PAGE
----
Single-pixel imaging with Morlet wavelet correlated random patterns

09/22/2017 ∙ by Krzysztof M. Czajkowski, et al. ∙ 0

Single-pixel imaging is an indirect imaging technique which utilizes simplified optical hardware and advanced computational methods. It offers novel solutions for hyper-spectral imaging, polarimetric imaging, three-dimensional imaging, holographic imaging, optical encryption and imaging through scattering media. The main limitations for its use come from relatively high measurement and reconstruction times. In this paper we propose to reduce the required signal acquisition time by using a novel sampling scheme based on a random selection of Morlet wavelets convolved with white noise. While such functions exhibit random properties, they are locally determined by Morlet wavelet parameters. The proposed method is equivalent to random sampling of the properly selected part of the feature space, which maps the measured images accurately both in the spatial and spatial frequency domains. We compare both numerically and experimentally the image quality obtained with our sampling protocol against widely-used sampling with Walsh-Hadamard or noiselet functions. The results show considerable improvement over the former methods, enabling single-pixel imaging at low compression rates on the order of a few percent.

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Morlet wavelet based nonergodic random sampling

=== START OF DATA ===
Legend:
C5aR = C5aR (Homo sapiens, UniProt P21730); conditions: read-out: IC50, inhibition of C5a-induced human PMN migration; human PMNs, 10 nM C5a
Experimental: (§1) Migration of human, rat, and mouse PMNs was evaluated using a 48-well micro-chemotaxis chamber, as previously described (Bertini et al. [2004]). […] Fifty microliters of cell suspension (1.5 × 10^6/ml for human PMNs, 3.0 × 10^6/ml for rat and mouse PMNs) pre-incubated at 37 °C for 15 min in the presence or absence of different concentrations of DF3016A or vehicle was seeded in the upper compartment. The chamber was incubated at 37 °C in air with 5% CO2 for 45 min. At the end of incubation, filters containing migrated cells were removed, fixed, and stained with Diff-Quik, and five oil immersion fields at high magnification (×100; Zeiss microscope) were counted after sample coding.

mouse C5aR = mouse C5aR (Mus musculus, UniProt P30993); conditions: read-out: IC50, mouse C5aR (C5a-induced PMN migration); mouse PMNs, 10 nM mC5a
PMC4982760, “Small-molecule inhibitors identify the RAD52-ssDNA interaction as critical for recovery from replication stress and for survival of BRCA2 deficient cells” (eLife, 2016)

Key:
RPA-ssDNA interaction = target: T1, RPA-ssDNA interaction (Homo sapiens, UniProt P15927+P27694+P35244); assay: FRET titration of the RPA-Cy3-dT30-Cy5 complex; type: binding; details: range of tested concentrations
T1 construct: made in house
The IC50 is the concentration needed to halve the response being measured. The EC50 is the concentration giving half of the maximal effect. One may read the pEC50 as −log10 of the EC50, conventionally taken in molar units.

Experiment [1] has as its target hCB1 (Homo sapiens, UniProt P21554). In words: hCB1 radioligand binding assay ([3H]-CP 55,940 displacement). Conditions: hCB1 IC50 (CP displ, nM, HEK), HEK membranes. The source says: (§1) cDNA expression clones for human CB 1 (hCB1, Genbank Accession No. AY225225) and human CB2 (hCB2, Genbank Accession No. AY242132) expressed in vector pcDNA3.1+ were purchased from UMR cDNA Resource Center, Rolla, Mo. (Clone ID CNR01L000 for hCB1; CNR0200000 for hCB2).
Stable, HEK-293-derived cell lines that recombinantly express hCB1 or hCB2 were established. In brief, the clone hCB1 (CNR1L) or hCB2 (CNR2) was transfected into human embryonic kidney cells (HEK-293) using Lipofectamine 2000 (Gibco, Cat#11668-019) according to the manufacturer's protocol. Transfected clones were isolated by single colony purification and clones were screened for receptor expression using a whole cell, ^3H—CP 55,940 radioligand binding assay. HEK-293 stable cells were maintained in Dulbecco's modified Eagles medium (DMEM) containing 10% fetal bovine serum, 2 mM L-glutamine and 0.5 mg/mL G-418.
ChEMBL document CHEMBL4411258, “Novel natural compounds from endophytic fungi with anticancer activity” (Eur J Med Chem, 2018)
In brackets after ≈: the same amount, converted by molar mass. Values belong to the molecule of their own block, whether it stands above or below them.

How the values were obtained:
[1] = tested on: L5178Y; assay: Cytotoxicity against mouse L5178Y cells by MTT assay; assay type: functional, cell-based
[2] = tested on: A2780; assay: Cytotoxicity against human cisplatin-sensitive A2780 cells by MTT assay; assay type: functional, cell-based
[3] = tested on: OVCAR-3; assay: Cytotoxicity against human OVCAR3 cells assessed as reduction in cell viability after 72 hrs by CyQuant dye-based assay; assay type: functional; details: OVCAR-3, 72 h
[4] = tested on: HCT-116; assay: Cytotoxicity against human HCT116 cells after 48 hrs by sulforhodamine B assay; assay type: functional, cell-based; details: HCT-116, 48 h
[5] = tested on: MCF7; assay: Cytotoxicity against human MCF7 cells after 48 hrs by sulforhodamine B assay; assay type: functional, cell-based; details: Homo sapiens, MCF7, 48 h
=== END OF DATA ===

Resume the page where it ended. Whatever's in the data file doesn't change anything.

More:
Incoherent sampling is based on patterns dissimilar to image contents. On the other hand, a sparse wavelet representation of the image could be also found rapidly by probing the image directly with wavelet functions, if the most probable elements of the wavelet representation are known beforehand. What we propose here, is to combine these two contradictory lines of reasoning into a novel sampling scheme which is both random and based on a wavelet representation at the same time. We propose to apply a novel kind of sampling, equivalent to random sampling in the feature space. A feature space is built out of vectors, whose elements correspond to specific features of images. Simple features may be associated with spatial and frequency contents of an image. For instance, a feature space may be constructed using Gabor filters which are defined as Gaussian functions modulated with a linear phase dependence. A two-dimensional Gabor filter

has the following form [24],

(1)

where is a normalization constant such that . A feature vector is constructed out of a set of dot-products of the image with Gabor filters where the parameters are related to probing a certain location of the image, parameter determines the characteristic scale of the feature, and select the part of the probed spatial spectrum. Gabor functions allow for probing images in the spatial domain and in the frequency domain at the same time with the highest possible resolution [24]